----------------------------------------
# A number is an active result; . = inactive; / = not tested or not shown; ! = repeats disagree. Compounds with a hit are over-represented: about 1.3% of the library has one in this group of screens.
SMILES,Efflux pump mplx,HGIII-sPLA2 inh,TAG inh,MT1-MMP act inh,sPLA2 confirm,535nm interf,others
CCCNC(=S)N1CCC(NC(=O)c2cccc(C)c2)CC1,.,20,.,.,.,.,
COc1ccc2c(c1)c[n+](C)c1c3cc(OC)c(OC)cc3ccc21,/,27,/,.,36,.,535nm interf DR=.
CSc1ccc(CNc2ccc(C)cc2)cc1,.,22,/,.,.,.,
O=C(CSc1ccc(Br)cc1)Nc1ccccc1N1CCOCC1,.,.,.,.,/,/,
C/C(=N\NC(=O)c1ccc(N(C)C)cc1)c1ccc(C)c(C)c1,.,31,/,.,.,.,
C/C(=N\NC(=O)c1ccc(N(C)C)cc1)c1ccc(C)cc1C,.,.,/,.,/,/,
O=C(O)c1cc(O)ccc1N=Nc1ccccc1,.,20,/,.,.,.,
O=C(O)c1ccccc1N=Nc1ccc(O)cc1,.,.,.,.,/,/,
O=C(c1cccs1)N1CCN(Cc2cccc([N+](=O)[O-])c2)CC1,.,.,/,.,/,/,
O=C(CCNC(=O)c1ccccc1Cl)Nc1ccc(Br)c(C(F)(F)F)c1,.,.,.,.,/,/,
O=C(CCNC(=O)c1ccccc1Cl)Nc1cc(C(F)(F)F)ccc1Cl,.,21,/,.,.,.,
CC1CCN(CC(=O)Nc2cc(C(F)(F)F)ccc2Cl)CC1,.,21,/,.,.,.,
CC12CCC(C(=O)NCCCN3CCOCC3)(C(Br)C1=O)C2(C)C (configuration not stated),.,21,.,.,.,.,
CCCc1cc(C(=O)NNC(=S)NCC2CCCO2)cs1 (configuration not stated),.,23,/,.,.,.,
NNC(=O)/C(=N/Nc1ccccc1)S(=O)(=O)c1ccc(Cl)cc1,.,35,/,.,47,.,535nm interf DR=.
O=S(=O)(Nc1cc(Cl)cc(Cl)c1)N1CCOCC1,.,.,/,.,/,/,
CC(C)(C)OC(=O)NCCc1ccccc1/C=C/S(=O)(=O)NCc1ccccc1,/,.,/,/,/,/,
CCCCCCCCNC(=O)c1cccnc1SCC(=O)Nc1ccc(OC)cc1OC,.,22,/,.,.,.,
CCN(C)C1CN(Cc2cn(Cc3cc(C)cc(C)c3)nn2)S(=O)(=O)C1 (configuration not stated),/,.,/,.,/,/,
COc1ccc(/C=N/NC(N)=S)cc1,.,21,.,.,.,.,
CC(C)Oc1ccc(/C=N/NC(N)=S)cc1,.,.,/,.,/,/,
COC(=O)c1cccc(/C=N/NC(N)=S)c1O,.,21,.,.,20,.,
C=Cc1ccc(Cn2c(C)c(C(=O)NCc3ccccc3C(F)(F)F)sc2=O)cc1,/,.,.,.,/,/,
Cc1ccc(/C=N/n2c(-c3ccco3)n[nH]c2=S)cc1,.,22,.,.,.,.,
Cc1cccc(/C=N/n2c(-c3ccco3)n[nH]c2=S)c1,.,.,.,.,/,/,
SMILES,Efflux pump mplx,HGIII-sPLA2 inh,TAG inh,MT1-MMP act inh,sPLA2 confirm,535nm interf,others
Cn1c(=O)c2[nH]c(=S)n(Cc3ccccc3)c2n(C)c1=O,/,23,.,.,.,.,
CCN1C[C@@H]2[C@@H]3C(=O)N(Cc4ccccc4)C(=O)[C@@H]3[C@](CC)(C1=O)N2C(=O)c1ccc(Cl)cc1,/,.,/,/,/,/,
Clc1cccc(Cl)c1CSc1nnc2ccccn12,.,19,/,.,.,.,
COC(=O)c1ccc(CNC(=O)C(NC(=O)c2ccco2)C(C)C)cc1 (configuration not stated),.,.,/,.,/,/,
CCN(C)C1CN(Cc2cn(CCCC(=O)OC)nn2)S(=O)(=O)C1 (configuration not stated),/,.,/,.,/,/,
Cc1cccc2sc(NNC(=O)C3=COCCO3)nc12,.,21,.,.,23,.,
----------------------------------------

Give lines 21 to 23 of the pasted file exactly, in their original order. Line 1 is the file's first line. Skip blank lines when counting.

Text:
CCN(C)C1CN(Cc2cn(Cc3cc(C)cc(C)c3)nn2)S(=O)(=O)C1 (configuration not stated),/,.,/,.,/,/,
COc1ccc(/C=N/NC(N)=S)cc1,.,21,.,.,.,.,
CC(C)Oc1ccc(/C=N/NC(N)=S)cc1,.,.,/,.,/,/,